Disapproval rock disapproves of my decision to abandon you. Well, he seems to disapprove of most everything. I think the trick will be carefully framing your questions to him as he doesn’t seem to have much of a range of expression. He may be my new mascot.
You have been abandoned. The sock, The Boy, and I have run off to the beach and left you. I’m sure once you see the beach you’ll understand my decision.
The sock will be back to report on his feelings about this experience soon. In the meantime, I’m going to go see which rocks are best suited for clambering over. It’s an important question. I intend to dedicate substantial time to determining the answer. Don’t wait up. Also, send a sunhat.
I tend to bring back somewhat non-traditional goodies from my various excursions. I don’t have much use for tshirts. I am always drawn to pretty drawings of the places I go, but I never manage to get them framed and hung. Pretty much if it’s meant to be sold as a souvenir, I’m not so interested. Two of my very favorite possessions in the whole world are the tiny little salt pot we brought back from Bulgaria, the sea glass we brought back from Maine, and the stick we brought back from Nova Scotia. That stick is on the ‘grab when packing the car to flee the hurricane list’ (granted, an unlikely situation in Ohio, but you never know).
I’m continuing the tradition with what I bring home from this trip.
That’s 19 yards of beautiful buttery soft gray/beige linen (as a side note, 19 yards of fabric is freaking heavy…and huge…I had no idea), a whack of very expensive buttons (but they were oh so perfect for the project), and that fabric string stuff (which I have now learned is called twill tape). All from Britex, which was more than a bit overwhelming.
These will all be magically combined (once I’m home…I did not bring a sewing machine on the trip) to become new duvet covers and pillows. I’ve been wanting linen ones forever, but I can’t justify the cost. Making them myself isn’t exactly cheap, but it’s a bit less, and I’ll get exactly what I want.
I’ll be detailing the making (likely at nauseating length…I’m bad at sewing but good at spatial reasoning and crackerjack at origami, so I’m thinking it shouldn’t be too hard) once I’m home. Well, once I’m home and back from TNNA and have gotten over the trip funk. But I have a suspicion this will be one hell of a souvenir.
I’ve arrived in San Francisco and located our lodgings. They are more or less at the top of the steepest hill ever. That makes going other places (they’re all down hill) easy, and walking back from them a bit grueling. I’ve also secured provisions in what was quite possibly the most harrowing grocery store/parking garage experience ever. I am beginning to miss parking lots. Large, free, easily-navigable parking lots. But I’m the stoic and valiant type (ahem. No. This is a total lie. I am the whiny type who feels it is very very important everyone in earshot know about my blister, but I’ll manage). I am even (very slightly) oriented–I found the nearest bookstore–and don’t feel (completely) lost at all times.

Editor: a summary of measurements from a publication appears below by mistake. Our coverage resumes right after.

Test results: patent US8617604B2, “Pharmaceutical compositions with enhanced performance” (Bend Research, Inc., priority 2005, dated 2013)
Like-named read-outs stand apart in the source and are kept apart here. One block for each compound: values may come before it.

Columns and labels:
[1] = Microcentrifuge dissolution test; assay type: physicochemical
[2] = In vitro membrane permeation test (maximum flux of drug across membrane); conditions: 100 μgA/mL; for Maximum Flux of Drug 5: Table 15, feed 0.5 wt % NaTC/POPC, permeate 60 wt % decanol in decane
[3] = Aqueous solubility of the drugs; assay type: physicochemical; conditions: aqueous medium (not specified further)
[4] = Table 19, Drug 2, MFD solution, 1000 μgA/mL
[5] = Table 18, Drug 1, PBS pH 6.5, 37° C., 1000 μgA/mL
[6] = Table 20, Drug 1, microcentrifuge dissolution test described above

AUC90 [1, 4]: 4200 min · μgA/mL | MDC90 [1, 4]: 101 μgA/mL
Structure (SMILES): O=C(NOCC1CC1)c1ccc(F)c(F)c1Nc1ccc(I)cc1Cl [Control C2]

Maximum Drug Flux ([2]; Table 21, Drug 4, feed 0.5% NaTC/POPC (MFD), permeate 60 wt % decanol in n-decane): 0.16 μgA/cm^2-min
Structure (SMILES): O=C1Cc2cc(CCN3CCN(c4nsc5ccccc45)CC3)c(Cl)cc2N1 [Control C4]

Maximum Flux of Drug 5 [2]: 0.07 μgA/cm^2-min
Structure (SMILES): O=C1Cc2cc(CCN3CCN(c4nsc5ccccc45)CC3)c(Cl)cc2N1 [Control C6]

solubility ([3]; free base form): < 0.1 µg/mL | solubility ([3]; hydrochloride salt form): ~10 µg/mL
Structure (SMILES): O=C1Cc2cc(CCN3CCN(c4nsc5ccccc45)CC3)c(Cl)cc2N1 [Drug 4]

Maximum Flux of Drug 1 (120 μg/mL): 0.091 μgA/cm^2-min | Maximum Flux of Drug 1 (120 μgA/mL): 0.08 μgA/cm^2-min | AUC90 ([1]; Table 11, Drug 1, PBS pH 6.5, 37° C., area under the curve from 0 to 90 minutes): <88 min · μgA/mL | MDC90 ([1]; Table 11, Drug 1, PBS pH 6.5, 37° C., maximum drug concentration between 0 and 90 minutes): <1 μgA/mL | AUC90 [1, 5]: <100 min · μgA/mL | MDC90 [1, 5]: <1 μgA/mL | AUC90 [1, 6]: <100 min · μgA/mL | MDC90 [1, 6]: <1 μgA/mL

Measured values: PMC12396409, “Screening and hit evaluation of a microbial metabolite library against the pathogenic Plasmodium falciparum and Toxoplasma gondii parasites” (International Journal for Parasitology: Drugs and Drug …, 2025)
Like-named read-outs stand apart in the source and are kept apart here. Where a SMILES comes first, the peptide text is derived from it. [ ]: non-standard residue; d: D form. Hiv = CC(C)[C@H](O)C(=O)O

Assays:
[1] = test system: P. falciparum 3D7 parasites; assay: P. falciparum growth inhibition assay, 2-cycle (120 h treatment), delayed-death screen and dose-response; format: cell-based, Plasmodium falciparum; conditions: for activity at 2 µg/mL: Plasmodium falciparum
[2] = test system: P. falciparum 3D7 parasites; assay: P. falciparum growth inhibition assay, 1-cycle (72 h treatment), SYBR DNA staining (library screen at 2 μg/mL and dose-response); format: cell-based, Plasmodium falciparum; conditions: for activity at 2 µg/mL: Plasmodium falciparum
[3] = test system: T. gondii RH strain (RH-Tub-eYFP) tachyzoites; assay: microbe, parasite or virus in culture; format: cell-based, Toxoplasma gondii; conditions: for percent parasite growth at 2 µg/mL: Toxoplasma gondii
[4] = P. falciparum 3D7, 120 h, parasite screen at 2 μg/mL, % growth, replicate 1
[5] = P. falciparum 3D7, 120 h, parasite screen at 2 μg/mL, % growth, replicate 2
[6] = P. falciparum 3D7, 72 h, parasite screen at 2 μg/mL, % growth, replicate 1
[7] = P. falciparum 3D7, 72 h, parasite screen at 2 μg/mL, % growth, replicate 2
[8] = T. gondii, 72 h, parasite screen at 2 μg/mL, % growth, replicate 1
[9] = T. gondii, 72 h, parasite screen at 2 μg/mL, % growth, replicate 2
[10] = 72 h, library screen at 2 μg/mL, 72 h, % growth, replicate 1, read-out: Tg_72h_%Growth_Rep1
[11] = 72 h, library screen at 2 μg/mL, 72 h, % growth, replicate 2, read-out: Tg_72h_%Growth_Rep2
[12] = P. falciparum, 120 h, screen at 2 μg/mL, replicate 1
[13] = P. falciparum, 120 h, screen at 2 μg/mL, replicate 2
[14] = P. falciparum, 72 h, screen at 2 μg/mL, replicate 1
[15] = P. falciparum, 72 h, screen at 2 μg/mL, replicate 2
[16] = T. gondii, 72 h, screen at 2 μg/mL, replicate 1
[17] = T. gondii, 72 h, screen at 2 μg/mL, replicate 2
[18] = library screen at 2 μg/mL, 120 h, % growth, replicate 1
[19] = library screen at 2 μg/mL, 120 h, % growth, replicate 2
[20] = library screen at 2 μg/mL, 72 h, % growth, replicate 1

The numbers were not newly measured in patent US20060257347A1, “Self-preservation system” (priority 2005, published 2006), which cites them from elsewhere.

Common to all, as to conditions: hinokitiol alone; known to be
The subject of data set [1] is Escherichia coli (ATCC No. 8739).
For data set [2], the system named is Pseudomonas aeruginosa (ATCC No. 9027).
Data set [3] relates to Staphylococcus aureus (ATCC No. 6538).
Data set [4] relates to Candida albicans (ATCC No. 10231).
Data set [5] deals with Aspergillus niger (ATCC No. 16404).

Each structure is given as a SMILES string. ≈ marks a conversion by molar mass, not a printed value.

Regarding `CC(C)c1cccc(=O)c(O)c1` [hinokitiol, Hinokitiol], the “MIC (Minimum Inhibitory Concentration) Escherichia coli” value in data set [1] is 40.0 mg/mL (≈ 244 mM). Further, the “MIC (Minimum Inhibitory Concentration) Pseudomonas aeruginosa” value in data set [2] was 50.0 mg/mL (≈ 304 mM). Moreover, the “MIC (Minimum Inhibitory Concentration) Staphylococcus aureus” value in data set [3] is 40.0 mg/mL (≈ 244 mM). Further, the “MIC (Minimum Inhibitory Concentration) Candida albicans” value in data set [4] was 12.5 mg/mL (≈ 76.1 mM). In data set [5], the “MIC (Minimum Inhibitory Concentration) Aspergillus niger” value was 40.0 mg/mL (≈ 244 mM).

That means it’s time to go out wandering about and get properly lost again. Today’s goals are Artfibers (because holy wow do they look cool) and Britex Fabrics (because I really want to make new duvet covers, and I have a suspicion that’s the place to start). I’m doing them both today because they seem to be more or less in the same place, and I figure the yarn store (an environment in which I feel quite comfortable) will be good cushioning for the fabric store (where I feel consistently confused and more than a bit overwhelmed). And yes, I will take the camera and report back with details!
It’s not often you get to take out your pliers for your knitting. That’s a shame. I like my pliers, and I want to use them more often. I found a way to sneak them into Knitter’s Curiosity Cabinet, Volume II as part of the Vanessa antiopa Cowl. (That pattern is part of the knit along that’s going on now, so if you want to get your pliers out too, feel free to join us.)
I used my pliers to make double-sided buttons. You can see here how I used three of them to hold the cowl together.
This is actually a really nifty technique to have up your sleeve. You know how some bits of knitting (especially shawls and cowls) sometimes cry out for a way to hold them in place? But maybe you don’t want to commit to anything so permanent as a sewn on button? Well this is a great way to handle it. Double-sided buttons let you hold your fabric together wherever you’d like with no commitment (and no sewing on of buttons…a task I always find unreasonably daunting).
The instructions are in the book and in in the individual pattern, but it’s handy enough that I wanted to share it here too. I’ll let the pictures do most of the talking.
Grab your ring.
Twist it open.
Load your buttons.
Twist it closed.
Try making a set of these to hold together your favorite bit of knitting. It works with a series of small buttons like these, or you could try it with one larger button as a statement piece. If the backside of your knitting won’t show, you could even do one large, flashy button for the outside, and a smaller one (remember, at least one of the buttons has to be able to fit through the fabric) on the inside.
If you find yourself making double-sided buttons, I’d love to see them in the knit along thread for this project!